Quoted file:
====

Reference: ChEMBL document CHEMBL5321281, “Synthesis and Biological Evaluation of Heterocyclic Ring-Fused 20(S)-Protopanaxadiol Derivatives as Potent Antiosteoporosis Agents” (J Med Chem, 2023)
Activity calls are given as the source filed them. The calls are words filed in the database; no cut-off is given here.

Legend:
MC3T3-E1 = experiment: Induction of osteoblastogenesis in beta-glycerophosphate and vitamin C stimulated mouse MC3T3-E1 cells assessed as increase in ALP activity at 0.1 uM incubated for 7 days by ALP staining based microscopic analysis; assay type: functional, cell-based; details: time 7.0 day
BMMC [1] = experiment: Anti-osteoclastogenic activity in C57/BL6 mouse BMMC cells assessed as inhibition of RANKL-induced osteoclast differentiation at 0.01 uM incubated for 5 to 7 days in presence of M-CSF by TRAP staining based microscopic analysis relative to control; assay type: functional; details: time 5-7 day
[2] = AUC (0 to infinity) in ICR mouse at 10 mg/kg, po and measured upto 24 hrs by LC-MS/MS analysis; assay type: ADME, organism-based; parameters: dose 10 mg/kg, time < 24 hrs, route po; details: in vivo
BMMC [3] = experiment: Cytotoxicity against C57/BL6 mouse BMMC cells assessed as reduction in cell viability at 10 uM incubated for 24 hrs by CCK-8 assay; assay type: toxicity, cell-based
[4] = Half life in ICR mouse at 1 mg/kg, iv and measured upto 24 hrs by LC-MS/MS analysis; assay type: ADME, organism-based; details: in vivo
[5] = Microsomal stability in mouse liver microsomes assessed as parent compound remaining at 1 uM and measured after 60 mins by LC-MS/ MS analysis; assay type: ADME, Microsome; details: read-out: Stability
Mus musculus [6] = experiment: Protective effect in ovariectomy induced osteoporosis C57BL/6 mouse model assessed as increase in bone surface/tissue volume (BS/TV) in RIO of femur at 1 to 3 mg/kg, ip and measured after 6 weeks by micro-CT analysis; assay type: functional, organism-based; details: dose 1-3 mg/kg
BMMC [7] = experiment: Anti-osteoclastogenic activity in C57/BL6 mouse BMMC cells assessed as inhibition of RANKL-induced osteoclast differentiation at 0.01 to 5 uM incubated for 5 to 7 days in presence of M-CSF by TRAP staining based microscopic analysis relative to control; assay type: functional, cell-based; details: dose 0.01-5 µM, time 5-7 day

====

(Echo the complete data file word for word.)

Reference: ChEMBL document CHEMBL5321281, “Synthesis and Biological Evaluation of Heterocyclic Ring-Fused 20(S)-Protopanaxadiol Derivatives as Potent Antiosteoporosis Agents” (J Med Chem, 2023)
Activity calls are given as the source filed them. The calls are words filed in the database; no cut-off is given here.

Legend:
MC3T3-E1 = experiment: Induction of osteoblastogenesis in beta-glycerophosphate and vitamin C stimulated mouse MC3T3-E1 cells assessed as increase in ALP activity at 0.1 uM incubated for 7 days by ALP staining based microscopic analysis; assay type: functional, cell-based; details: time 7.0 day
BMMC [1] = experiment: Anti-osteoclastogenic activity in C57/BL6 mouse BMMC cells assessed as inhibition of RANKL-induced osteoclast differentiation at 0.01 uM incubated for 5 to 7 days in presence of M-CSF by TRAP staining based microscopic analysis relative to control; assay type: functional; details: time 5-7 day
[2] = AUC (0 to infinity) in ICR mouse at 10 mg/kg, po and measured upto 24 hrs by LC-MS/MS analysis; assay type: ADME, organism-based; parameters: dose 10 mg/kg, time < 24 hrs, route po; details: in vivo
BMMC [3] = experiment: Cytotoxicity against C57/BL6 mouse BMMC cells assessed as reduction in cell viability at 10 uM incubated for 24 hrs by CCK-8 assay; assay type: toxicity, cell-based
[4] = Half life in ICR mouse at 1 mg/kg, iv and measured upto 24 hrs by LC-MS/MS analysis; assay type: ADME, organism-based; details: in vivo
[5] = Microsomal stability in mouse liver microsomes assessed as parent compound remaining at 1 uM and measured after 60 mins by LC-MS/ MS analysis; assay type: ADME, Microsome; details: read-out: Stability
Mus musculus [6] = experiment: Protective effect in ovariectomy induced osteoporosis C57BL/6 mouse model assessed as increase in bone surface/tissue volume (BS/TV) in RIO of femur at 1 to 3 mg/kg, ip and measured after 6 weeks by micro-CT analysis; assay type: functional, organism-based; details: dose 1-3 mg/kg
BMMC [7] = experiment: Anti-osteoclastogenic activity in C57/BL6 mouse BMMC cells assessed as inhibition of RANKL-induced osteoclast differentiation at 0.01 to 5 uM incubated for 5 to 7 days in presence of M-CSF by TRAP staining based microscopic analysis relative to control; assay type: functional, cell-based; details: dose 0.01-5 µM, time 5-7 day